The following is an excerpt from a book I’m working on, called:
No Bullshit Strategy: A founder’s guide to forming a strategy that actually works
I hope to have it published by the end of this year, and obviously will promote it on here shamelessly, so hopefully it will be of interest to some of you. As you can deduce from the title, the focus will be on blowing away all of the vague, wooly, corporate-ese nonsense from the field of strategy, and leaving you with the “pure sauce”, top-to-bottom, that you can action right away.
In the meantime I thought this below segment worked decently enough as its own self-contained essay, and since I’m a bit snowed under this week I thought I’d use it here. Hope you like.
I’ve often been quite critical of the process of businesses “finding their why”, largely because it’s so often used as a substitute for developing a strategy. Although I think there are occasions when a “why” can double as a strategy, they are few and far between.
Where a “why” can be useful however is in strategic execution.
To understand why (ahem) this is, you need to first recognise that a “why” is at root a leadership tool. Its job is to inspire and motivate people – whether that’s your team, your partners, or your customers. It’s not the “what” or the “how” – that’s the strategy. It’s also not explanation for why the strategy works, the rationale. That’s also part of the strategy. It is instead the entirely separate question of why it would be a good thing if we were to succeed with this strategy.
Let me lay that out again like this:
What we’re going to do, and why it will work —> Strategy
Why it would be a “good thing” if we were to do this —> The “why”
(The way many businesses use the idea of “mission” is exactly the same; a mission is a why)
As you can see, you don’t need a why (or mission) for the strategy, and nor does it do a strategic job. It’s an additional element which exists purely for propagandistic purposes. To “sell” the strategy to people, and to get them bought in.
You can see this clearly in the original and famous example of a why that Simon Sinek explained in his original TED talk. Here he described Apple’s why as “we believe in challenging the status quo, and thinking differently”. OK, that stacks up, and clearly it was reflected in their Think Different strapline. However you might also notice that this statement is entirely strategically empty. It doesn’t tell you what part of the status quo they want to challenge, or how precisely they think differently. If Apple made computers out of cheese and forced all their employees wear kilts, that would be “thinking different and challenging the status quo”. But it also wouldn’t be very effective. What made them successful was the particular way they thought differently, and the why doesn’t tell you that.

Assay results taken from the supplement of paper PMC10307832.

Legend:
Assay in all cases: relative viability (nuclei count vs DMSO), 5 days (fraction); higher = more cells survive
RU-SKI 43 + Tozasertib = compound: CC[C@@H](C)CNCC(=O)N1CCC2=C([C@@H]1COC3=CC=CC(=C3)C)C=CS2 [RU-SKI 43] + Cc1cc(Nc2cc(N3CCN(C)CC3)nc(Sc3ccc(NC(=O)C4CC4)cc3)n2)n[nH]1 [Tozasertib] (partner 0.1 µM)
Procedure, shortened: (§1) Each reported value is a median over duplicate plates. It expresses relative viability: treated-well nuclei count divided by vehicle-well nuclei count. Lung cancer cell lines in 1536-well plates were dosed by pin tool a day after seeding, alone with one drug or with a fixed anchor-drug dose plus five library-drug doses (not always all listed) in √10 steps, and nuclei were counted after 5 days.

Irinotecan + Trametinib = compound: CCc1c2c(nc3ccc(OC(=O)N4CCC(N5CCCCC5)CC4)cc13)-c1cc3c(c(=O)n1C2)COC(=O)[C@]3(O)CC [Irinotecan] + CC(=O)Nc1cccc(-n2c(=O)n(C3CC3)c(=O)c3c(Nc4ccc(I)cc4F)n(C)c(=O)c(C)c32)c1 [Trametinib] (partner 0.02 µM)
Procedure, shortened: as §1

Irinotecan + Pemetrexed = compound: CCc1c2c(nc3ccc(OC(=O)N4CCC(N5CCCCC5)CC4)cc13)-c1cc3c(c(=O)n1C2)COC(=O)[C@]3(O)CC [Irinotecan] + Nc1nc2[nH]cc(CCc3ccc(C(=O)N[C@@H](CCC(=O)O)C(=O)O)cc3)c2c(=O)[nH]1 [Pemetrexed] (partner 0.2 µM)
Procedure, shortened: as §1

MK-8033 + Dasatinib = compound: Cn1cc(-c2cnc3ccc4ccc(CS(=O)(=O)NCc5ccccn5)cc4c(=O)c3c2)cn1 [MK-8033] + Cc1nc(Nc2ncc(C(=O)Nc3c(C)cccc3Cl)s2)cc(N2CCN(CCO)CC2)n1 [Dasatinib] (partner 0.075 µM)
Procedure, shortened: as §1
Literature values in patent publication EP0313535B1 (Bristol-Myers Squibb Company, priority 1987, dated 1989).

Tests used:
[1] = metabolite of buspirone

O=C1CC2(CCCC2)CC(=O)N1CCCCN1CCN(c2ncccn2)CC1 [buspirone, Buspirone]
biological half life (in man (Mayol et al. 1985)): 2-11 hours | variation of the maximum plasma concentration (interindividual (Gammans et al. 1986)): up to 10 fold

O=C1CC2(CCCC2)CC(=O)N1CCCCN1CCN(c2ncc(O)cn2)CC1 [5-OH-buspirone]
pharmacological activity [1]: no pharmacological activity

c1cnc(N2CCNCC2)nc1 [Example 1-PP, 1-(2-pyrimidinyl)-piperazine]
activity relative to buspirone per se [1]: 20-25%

What the why does do however, is to make those particularities (the strategy), sound noble and exciting. And this is very useful for execution.
By having a motivational why or crazy sounding mission you will find it much easier to get your team aligned and on board. This is essential as a common issue in strategy implementation is when teams think that the strategy is somehow “above them” and “belongs” to the board, and isn’t something that really concerns them at the coalface where they’re doing the “real work” of the business. This is nonsense clearly, because the strategy manifests at the coalface, meaning it’s as much the concern of rank-and-file employees as it is anyone else.
A well thought out why serves to connect the strategy to such employees, and to make them feel that it’s something they want to get involved with. It’s also, frankly, going to be way more simple and one-dimensional than the strategy, making it easier to remember for those who aren’t really strategically minded. Don’t get me wrong, the strategy shouldn’t be complicated – everyone should be able to get it easily – but being real some people just aren’t very interested in this kind of stuff, and so will always be a tough audience. For them a why is a pretty good substitute. It won’t tell them what to do and what’s going on… but it will at least make them understand why the business is going through a process of change, and will prevent all the annoying “what’s the point of this” grumbles which can arise in any disruptive moment.